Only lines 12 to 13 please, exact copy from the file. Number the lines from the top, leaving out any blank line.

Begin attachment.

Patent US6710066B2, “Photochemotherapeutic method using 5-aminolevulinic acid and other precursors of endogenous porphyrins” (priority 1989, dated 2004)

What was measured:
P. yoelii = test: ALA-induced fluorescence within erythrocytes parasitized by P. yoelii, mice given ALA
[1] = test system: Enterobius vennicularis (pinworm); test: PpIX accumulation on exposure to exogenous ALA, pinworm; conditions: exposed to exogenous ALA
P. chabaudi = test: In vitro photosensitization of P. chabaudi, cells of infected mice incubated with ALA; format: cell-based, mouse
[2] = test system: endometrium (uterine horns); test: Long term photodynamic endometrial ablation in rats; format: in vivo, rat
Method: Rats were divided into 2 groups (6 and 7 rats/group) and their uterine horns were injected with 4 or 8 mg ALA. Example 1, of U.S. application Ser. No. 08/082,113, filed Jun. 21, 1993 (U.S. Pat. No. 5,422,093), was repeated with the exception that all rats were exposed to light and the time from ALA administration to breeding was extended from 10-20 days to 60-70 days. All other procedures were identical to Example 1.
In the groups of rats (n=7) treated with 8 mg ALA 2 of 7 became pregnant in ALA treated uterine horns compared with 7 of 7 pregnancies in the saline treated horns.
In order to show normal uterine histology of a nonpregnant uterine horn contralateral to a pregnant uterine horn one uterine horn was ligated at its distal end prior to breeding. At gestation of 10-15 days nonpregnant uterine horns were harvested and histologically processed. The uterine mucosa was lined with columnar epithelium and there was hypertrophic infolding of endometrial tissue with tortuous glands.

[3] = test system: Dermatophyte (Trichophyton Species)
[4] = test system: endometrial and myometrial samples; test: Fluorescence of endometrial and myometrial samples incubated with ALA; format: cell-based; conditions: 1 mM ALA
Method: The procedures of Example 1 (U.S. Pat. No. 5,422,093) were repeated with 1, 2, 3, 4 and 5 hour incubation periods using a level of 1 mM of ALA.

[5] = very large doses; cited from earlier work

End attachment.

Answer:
Method: The procedures of Example 1 (U.S. Pat. No. 5,422,093) were repeated with 1, 2, 3, 4 and 5 hour incubation periods using a level of 1 mM of ALA.

[5] = very large doses; cited from earlier work